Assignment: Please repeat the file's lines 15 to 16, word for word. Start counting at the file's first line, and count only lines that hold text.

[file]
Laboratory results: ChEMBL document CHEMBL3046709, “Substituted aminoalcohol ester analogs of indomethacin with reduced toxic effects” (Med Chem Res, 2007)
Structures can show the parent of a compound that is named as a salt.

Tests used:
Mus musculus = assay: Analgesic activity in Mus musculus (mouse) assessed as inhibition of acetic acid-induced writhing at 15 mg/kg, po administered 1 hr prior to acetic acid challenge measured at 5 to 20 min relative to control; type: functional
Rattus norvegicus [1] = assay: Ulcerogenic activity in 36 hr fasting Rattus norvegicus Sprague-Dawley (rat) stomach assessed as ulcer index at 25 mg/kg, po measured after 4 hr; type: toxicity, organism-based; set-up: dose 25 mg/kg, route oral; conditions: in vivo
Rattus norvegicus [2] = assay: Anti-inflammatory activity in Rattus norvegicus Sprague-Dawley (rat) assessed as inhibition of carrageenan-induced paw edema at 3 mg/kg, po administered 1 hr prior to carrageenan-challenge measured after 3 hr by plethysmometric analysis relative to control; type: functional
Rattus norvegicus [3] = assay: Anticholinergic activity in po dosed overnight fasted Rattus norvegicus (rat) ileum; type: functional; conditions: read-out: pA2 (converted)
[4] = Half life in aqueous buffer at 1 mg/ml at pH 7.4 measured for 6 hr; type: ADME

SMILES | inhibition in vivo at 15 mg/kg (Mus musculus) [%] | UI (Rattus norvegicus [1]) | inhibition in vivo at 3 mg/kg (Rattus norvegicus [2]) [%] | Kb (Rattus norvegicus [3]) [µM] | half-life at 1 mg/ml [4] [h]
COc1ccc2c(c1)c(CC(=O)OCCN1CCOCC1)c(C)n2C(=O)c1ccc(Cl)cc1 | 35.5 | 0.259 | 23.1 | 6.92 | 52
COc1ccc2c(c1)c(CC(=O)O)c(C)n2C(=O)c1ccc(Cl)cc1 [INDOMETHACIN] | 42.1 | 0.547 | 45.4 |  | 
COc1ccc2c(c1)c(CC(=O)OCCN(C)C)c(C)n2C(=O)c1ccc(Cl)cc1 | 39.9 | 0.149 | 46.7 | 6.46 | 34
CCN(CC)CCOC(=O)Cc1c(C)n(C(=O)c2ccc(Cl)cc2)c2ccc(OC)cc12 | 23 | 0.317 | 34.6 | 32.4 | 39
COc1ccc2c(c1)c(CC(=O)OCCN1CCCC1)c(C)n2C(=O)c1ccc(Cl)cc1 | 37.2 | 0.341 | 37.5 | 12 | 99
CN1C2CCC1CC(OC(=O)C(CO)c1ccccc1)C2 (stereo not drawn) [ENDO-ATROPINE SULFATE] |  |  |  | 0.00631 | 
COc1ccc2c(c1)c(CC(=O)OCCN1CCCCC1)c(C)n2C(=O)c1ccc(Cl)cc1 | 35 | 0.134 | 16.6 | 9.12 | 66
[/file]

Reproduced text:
CN1C2CCC1CC(OC(=O)C(CO)c1ccccc1)C2 (stereo not drawn) [ENDO-ATROPINE SULFATE] |  |  |  | 0.00631 | 
COc1ccc2c(c1)c(CC(=O)OCCN1CCCCC1)c(C)n2C(=O)c1ccc(Cl)cc1 | 35 | 0.134 | 16.6 | 9.12 | 66